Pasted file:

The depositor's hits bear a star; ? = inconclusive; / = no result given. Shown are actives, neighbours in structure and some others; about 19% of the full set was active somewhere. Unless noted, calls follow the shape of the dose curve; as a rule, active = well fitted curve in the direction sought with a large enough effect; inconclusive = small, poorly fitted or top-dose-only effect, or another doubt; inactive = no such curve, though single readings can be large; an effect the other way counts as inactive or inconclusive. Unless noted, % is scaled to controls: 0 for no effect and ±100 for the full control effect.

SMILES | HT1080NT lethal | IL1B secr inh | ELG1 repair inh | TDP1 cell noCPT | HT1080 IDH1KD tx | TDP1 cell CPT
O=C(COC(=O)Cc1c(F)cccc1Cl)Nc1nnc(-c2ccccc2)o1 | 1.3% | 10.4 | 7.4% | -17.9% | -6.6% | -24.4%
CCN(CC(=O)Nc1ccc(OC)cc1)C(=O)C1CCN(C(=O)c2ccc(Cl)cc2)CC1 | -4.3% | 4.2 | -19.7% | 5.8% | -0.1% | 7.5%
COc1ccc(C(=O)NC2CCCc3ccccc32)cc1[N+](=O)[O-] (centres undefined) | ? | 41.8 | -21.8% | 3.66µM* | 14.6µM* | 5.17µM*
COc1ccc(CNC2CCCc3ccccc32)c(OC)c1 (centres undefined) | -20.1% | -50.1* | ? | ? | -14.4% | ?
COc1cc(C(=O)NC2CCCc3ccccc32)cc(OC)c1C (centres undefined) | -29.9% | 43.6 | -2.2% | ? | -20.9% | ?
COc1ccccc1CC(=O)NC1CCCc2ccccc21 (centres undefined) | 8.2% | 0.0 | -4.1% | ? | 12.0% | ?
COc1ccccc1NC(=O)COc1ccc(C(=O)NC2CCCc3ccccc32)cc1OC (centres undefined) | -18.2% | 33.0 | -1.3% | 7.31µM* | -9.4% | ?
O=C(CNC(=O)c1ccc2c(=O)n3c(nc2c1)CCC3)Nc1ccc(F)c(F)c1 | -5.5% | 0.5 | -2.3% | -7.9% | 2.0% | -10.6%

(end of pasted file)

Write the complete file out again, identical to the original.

The depositor's hits bear a star; ? = inconclusive; / = no result given. Shown are actives, neighbours in structure and some others; about 19% of the full set was active somewhere. Unless noted, calls follow the shape of the dose curve; as a rule, active = well fitted curve in the direction sought with a large enough effect; inconclusive = small, poorly fitted or top-dose-only effect, or another doubt; inactive = no such curve, though single readings can be large; an effect the other way counts as inactive or inconclusive. Unless noted, % is scaled to controls: 0 for no effect and ±100 for the full control effect.

SMILES | HT1080NT lethal | IL1B secr inh | ELG1 repair inh | TDP1 cell noCPT | HT1080 IDH1KD tx | TDP1 cell CPT
O=C(COC(=O)Cc1c(F)cccc1Cl)Nc1nnc(-c2ccccc2)o1 | 1.3% | 10.4 | 7.4% | -17.9% | -6.6% | -24.4%
CCN(CC(=O)Nc1ccc(OC)cc1)C(=O)C1CCN(C(=O)c2ccc(Cl)cc2)CC1 | -4.3% | 4.2 | -19.7% | 5.8% | -0.1% | 7.5%
COc1ccc(C(=O)NC2CCCc3ccccc32)cc1[N+](=O)[O-] (centres undefined) | ? | 41.8 | -21.8% | 3.66µM* | 14.6µM* | 5.17µM*
COc1ccc(CNC2CCCc3ccccc32)c(OC)c1 (centres undefined) | -20.1% | -50.1* | ? | ? | -14.4% | ?
COc1cc(C(=O)NC2CCCc3ccccc32)cc(OC)c1C (centres undefined) | -29.9% | 43.6 | -2.2% | ? | -20.9% | ?
COc1ccccc1CC(=O)NC1CCCc2ccccc21 (centres undefined) | 8.2% | 0.0 | -4.1% | ? | 12.0% | ?
COc1ccccc1NC(=O)COc1ccc(C(=O)NC2CCCc3ccccc32)cc1OC (centres undefined) | -18.2% | 33.0 | -1.3% | 7.31µM* | -9.4% | ?
O=C(CNC(=O)c1ccc2c(=O)n3c(nc2c1)CCC3)Nc1ccc(F)c(F)c1 | -5.5% | 0.5 | -2.3% | -7.9% | 2.0% | -10.6%